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Archive for the ‘secrets’ Category

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Published: 1 December 2016
Reviewed: 3 November 2016

4 out of 5 stars

Copy supplied by Transworld / Penguin Random House as part of the blog tour

 

Description:

Alice has a perfect life – a great job, happy kids, a wonderful husband. Until he goes missing one night; she receives a suspicious phone call; things don’t quite add up.

Alice needs to know what’s going on. But when she uncovers the truth she faces a brutal choice. And how can she be sure it is the truth?

Sometimes it’s better not to know.

My Thoughts & Review:

What Alice Knew first caught my attention on social media, the cleverly timed tweets by the publisher giving away snippets of information were enough to pique my interest and I immediately requested a copy for review.

The first thing that struck me about this book was the fact that it begins so benignly, an artist painting a portrait, nothing sinister there, not hint towards crime, mystery or thrills but yet it draws the reader in, promising that something sinister lies ahead.
Alice and husband Ed seem the quintessential family with their two children.  Both Alice and Ed have jobs they enjoy and excel at, a wonderful home and all the trappings of a successful life, but when Ed goes missing one night their perfect existence is called into question.

The reader is then plunged into a labyrinthine series of events that boggle the mind.  The author cleverly builds tension and confusion throughout the plot with use of unreliable narration from frantic characters who struggle with the complexities of the situations they are in.  Each action, each lie, each accusation swiftly moves this book to a new level of thriller, the skill in the writing means that the attention of the reader is held captive but all the while they are thinking “what happens next?”  “why did they do that?”  “what does this mean?”

I will admit that when I finished this book I was confused by what I had read and reached out to other bloggers to see what they thought, and the general consensus was that this was a cleverly plotted book, deviously ambiguous and allowed the reader to draw their own conclusions as to the ending.  By doing so, the author allows the reader the freedom to decide which category this thriller falls into – a very nice touch.

The use of art throughout the book is a fantastic metaphor for seeing the truth, being able to look at a subject and actually “see” what’s underneath as opposed to what is on the surface.  The details included about art techniques and styles also adds an authenticity to  Alice and her profession, as well as being generally interesting.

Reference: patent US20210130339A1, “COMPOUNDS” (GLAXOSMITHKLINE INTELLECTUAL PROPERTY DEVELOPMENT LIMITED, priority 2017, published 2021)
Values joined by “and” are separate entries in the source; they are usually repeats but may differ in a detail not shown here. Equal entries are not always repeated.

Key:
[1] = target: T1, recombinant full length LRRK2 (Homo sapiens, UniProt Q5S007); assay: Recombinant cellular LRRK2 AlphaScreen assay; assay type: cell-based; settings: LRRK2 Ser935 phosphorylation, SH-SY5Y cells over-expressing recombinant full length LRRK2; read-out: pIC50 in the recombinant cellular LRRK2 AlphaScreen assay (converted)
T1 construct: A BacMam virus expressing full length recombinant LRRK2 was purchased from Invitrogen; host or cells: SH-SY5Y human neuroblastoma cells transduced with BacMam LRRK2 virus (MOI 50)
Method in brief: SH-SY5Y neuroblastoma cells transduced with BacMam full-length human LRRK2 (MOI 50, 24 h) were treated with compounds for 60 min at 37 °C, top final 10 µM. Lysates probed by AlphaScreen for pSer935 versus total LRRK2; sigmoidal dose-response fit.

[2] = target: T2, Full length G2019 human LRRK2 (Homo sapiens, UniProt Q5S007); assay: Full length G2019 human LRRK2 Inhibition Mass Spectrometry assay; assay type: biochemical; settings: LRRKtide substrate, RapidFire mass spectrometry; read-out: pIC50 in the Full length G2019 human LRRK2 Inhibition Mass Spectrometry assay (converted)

You can buy a copy of What Alice Knew here.

 


Don’t forget to check out the other stops on the blog tour

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As If I Were A River

Author: Amanda Saint
Published: 14 April 2016
Reviewed: 5 August 2016
4 out of 5 stars 
Copy supplied by Urbane Publications in return for an honest review
Description:
When we discover the truth about others, we find ourselves…

Kate has a safe, happy, ordinary existence. Or so she thinks. When her husband Jimmy goes missing she is forced to re-evaluate every aspect of her life, and must confront the past to find a future. Kate hasnt seen her mother, Laura, for 25 years, and she cannot seek solace from her estranged father. Can Una, her paternal grandmother, provide answers about those who have seemingly abandoned her, and help her come to terms with the loss of those she loves?

‘As If I Were a River’ is the emotional story of three generations of women and the impact of their actions upon each other…and themselves. It is a story of buried secrets, and of finding the courage to question the life you lead. Are we forever shaped by our past, or can we find redemption in making our own future?  

My Thoughts & Review:

“When we discover the truth about others, we find ourselves..” is an incredibly fitting phrase for this book.  So many things impact upon us, our lives and the decisions we make and this book highlighted that through a clear and concise story. 
As the début novel for Amanda Saint, I was unsure what to expect when I picked this one up.  Her writing style is simplistic but efficient, it is the characters that tell the story in this book without the typical preamble and purple prose.